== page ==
Environmental Impact Statement
The U.S. National Environmental Policy Act of 1970 (NEPA) requires that all federal agencies prepare an Environmental Impact Statement (EIS) prior to making decisions that could have a significant impact on the environment. An EIS includes a description of the proposed action; alternatives to the action, including the "null" (no action) alternative; a description of the environmental context; expected impacts and irreversible use of resources; and ways to potentially lessen such impact. Impacts are broadly defined to include discussion of natural systems, human health, and the man-made environment. A draft EIS is then circulated to government agencies, in some cases Native-American tribes, and other interested parties for comment. The final EIS must include responses to any substantive comments received on the draft.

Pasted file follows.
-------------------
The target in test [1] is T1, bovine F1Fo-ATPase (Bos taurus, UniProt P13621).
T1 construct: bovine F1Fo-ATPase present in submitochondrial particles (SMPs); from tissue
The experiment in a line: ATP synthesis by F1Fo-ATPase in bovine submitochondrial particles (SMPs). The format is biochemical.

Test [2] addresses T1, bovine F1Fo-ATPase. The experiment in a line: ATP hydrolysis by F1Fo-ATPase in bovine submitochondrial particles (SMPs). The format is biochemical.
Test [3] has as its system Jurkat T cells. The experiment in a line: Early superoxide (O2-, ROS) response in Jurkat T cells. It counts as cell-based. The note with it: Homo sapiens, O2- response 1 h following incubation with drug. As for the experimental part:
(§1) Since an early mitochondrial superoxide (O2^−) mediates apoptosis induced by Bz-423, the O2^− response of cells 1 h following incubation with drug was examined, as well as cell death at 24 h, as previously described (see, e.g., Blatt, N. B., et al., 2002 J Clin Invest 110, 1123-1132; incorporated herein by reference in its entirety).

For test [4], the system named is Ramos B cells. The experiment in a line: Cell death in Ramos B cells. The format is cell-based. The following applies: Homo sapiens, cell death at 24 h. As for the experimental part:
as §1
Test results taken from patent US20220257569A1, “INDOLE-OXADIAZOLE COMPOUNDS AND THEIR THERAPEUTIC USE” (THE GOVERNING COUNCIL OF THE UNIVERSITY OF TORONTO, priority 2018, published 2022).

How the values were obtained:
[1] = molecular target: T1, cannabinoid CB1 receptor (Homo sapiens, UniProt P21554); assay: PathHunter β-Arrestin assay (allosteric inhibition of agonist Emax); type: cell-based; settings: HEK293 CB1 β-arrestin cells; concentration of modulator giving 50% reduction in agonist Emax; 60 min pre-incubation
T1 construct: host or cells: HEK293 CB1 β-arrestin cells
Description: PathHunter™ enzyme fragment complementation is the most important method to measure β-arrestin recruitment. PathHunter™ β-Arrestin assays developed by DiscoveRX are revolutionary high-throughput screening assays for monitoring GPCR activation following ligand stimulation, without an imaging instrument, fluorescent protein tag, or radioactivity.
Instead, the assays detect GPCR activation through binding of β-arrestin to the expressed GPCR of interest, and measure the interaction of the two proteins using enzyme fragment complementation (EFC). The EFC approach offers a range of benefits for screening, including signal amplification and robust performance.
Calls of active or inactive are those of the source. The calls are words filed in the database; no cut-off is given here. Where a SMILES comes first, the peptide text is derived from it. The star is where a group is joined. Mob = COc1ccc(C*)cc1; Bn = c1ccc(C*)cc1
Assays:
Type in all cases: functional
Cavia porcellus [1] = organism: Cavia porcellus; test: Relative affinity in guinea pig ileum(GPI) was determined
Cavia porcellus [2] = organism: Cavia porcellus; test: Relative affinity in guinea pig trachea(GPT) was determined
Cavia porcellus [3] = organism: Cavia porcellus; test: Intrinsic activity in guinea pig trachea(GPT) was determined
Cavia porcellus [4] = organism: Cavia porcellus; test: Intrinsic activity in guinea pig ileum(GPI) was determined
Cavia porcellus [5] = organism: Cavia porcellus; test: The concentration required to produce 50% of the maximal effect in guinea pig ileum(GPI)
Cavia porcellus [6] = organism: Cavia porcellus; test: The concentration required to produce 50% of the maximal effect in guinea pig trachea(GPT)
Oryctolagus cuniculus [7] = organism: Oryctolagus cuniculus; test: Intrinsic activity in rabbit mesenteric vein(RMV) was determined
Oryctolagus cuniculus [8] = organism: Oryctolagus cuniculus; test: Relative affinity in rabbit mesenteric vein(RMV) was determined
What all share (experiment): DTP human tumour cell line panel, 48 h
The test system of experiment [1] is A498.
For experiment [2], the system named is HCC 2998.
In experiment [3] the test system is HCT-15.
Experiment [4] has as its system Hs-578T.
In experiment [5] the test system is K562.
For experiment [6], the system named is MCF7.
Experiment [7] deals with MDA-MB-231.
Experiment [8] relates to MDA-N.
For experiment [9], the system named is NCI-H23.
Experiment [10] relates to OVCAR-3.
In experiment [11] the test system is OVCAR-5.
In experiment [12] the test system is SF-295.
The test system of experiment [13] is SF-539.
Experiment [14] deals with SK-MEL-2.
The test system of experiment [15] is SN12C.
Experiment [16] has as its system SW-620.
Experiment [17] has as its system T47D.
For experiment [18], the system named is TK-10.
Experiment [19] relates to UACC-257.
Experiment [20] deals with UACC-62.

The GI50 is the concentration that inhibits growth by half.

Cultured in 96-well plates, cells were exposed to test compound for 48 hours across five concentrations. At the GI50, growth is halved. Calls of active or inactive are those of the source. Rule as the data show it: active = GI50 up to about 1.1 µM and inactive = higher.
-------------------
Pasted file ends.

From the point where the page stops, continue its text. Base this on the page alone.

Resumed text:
For the sake of efficiency and improved public participation, regulatory agencies frequently combine pollution-release permit review with the EIS process. Impact mitigation that is within the scope of the regulation, such as water discharges, can be required as an enforceable condition of the permit. From the outset of NEPA, courts have held that citizens and environmental groups have "standing" to challenge the adequacy of an EIS. This potential for protracted litigation provides the incentive for involving interest groups throughout the decision process. Many states and countries have adopted EIS requirements similar to those of NEPA.
SEE ALSO A CTIVISM ; E NVIRONMENTAL M OVEMENT ; E NVIRONMENTAL P ROTECTION A GENCY ; I NDUSTRY ; L AWS AND R EGULATIONS , I NTERNATIONAL ; L AWS AND R EGULATIONS , U NITED S TATES ; N ATIONAL E NVIRONMENTAL P OLICY A CT (NEPA) ; P UBLIC P ARTICIPATION ; .
U.S. Department of Energy (DOE). NEPA Web site. Available from http://tis.eh.doe.gov/nepa .
John P. Felleman